5 Best Practices for Creating E-Learning Courses for Digital Natives
A growing percentage of the workforce in the UAE and Saudi Arabia are digital natives, i.e., employees who have grown up with digital technology, so are very familiar with using phones, computers, and the internet. On the surface, e-learning might appear to be the ideal training approach for digital natives.
E-learning can be a good option, but it’s important to get your strategy right while developing the course in a way that will appeal to these younger generations who have been using technology from a young age.
We’ll outline five best practices for creating e-learning courses for digital natives in this blog. But first, it’s important to avoid making a common assumption.
Don’t Assume a Digital Native is Tech Savvy
It is often assumed that being a digital native and being tech-savvy is the same thing. They are not. Just because an employee is comfortable using their phone, social media platforms, and messaging apps doesn’t mean they are tech-savvy. In fact, they might struggle just as much with technology as older generations who grew up without the benefit of easy access to phones, computers, and the internet.
The focus when thinking about digital natives should be on how they use technology, not their level of technical competence. What types of content do digital natives consume? What do digital natives like to do with technology and what keeps them engaged? These are the considerations you should think about when developing e-learning courses where digital natives will be the main or only audience.
Our five best practices will provide a good foundation for engaging digital natives with your e-learning content.
Best Practices for Engaging Digital Natives With E-Learning Courses
Connect the Training to a Purpose
Generations that come under the digital native description are largely purpose driven. They are interested in their own purpose and the company that they work for. Therefore, it’s important to appeal to this sense of purpose by explaining why the training is important both from the perspective of the organisation as well as the employee as an individual.
It is also beneficial to explain why the training is necessary and what you want to achieve, in addition to explaining how the employee will benefit. Clearly setting out your expectations is important, too. This should include expectations in relation to the training and the changes that should take place after the training is completed, i.e., how should the employee implement what they have learned in the training.
Digital natives consume a lot of video content on multiple apps and websites, from social media platforms to the messaging apps they use to communicate with friends and family. It is beneficial to tap into the appeal of video by including video content in your e-learning courses.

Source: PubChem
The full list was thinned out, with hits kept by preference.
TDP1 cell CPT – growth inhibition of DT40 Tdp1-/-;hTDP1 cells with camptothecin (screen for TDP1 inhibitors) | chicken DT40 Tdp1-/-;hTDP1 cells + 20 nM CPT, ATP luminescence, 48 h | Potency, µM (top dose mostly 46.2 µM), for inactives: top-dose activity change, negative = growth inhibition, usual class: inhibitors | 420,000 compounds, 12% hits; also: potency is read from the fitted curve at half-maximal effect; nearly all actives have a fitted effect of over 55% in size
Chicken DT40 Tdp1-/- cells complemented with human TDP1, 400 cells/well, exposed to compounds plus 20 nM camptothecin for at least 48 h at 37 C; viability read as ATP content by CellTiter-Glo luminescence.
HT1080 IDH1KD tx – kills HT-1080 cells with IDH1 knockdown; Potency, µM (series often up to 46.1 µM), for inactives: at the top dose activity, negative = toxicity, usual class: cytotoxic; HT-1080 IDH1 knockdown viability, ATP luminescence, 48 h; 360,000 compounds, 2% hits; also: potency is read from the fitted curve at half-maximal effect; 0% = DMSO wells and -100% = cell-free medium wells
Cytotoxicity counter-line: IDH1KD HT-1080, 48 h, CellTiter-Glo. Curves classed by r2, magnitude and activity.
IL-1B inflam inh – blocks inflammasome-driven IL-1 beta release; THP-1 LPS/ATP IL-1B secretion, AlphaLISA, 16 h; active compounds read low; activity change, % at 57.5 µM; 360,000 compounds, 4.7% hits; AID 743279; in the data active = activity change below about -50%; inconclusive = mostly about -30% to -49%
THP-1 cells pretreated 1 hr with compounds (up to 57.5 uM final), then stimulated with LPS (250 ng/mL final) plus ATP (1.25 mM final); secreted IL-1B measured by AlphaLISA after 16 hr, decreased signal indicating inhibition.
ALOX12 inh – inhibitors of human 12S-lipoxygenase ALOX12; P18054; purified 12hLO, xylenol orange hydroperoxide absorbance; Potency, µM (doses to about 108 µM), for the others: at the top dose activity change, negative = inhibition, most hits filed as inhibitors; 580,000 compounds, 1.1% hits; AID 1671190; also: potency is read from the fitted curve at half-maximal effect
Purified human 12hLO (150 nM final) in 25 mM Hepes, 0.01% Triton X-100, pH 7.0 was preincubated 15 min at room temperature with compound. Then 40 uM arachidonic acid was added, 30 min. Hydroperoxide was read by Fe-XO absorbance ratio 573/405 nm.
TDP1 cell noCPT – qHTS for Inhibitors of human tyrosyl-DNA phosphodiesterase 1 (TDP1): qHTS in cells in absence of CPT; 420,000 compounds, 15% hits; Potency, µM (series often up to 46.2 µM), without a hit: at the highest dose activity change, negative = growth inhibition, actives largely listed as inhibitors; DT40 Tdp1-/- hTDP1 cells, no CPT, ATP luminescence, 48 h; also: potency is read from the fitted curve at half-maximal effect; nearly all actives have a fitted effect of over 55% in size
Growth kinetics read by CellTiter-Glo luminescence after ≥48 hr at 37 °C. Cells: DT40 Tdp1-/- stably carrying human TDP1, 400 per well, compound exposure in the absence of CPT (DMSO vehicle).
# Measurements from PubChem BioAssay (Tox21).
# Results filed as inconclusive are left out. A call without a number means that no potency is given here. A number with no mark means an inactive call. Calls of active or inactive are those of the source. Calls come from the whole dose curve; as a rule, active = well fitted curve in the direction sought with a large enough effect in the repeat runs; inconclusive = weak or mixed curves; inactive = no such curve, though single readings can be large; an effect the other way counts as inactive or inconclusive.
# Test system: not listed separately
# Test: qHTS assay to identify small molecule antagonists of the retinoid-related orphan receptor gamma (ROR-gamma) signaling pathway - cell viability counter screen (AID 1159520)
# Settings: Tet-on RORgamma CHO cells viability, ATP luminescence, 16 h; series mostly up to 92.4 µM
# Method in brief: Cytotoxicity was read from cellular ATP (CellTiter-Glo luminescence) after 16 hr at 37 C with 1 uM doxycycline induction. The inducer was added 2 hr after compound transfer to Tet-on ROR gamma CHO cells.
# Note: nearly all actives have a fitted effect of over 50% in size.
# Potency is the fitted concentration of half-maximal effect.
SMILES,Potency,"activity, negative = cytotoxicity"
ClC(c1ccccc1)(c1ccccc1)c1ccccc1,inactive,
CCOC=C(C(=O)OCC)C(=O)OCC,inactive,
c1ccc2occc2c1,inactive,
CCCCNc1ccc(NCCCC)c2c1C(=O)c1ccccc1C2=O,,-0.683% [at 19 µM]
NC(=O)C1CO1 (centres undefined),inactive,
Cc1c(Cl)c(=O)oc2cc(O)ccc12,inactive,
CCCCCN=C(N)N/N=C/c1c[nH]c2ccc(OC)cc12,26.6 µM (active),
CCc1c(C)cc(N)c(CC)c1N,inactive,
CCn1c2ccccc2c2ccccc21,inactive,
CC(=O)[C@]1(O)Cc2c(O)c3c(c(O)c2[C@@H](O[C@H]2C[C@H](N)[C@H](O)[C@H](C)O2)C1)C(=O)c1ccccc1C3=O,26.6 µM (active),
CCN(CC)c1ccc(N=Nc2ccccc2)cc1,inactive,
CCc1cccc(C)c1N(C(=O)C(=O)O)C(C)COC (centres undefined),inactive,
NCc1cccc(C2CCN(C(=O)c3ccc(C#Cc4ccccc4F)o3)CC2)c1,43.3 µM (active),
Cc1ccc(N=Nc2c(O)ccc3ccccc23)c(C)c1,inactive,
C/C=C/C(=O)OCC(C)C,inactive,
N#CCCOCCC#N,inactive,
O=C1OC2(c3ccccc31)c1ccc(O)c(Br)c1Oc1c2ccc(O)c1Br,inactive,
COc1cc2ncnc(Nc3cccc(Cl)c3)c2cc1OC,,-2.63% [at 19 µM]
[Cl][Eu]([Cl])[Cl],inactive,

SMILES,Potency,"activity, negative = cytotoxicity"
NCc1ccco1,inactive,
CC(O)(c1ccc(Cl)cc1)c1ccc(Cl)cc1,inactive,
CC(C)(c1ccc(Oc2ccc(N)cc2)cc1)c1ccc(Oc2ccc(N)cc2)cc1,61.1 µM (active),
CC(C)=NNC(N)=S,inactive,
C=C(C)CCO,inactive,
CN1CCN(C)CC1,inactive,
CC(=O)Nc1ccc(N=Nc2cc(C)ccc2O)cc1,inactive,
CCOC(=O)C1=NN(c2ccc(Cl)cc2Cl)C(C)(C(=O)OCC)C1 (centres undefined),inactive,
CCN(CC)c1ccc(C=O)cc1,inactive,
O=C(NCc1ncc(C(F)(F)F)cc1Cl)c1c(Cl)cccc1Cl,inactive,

Video should only be used where it benefits the learning experience, i.e., don’t use video when an alternative would be a more effective way of explaining the topic. That said, include as much video as you can.
The videos you include don’t have to be ultra-slick, and they shouldn’t be overly corporate or stuffy. A more natural, conversational, and friendly approach is usually best, but quality should never be compromised. As a result, it is important to ensure high production standards are maintained.
Digital natives are familiar with playing games on their devices. You can use this familiarity to boost engagement with your e-learning course. Gamified elements can include everything from interactive activities within the e-learning course to badges or rewards that learners can earn as they progress and improve their skills.
Embrace Mobile Learning
The device most commonly associated with digital natives is the mobile phone, so it makes sense to develop e-learning courses that work well on mobile devices. Digital natives will be comfortable with the functionality of accessing and then interacting with the course if you implement a mobile learning strategy. Learners will also feel more empowered, particularly if you allow them to complete the course at a time that best suits them.
In other words, there are multiple benefits to using a mobile learning strategy when you are seeking to engage digital natives with e-learning content.
Integrate Social Media
Digital natives are often more engaged with social media than they are with games or other digital technologies. As mentioned previously, you should embrace characteristics like this to maximise engagement with digital natives. This means integrating social media elements into your e-learning courses. Examples include:
- Making it possible for learners to interact with each other using social media
- Letting learners share ideas related to the course via social media
- Encouraging learners to share their training progress and successes via social media
The Importance of Quality
The five best practices outlined above will help you engage digital natives with the e-learning content you create. There is one final consideration that is beneficial to mention – the importance of quality. Most digital natives will spend a significant amount of time every day or week using digital technologies, and they will have been doing so from a very young age. As a result, they demand quality – quality in terms of design, performance, messaging, and more.
Ensuring the highest standards of quality in e-learning design will enhance the connection you make with digital natives while also maximising the performance of the courses you create.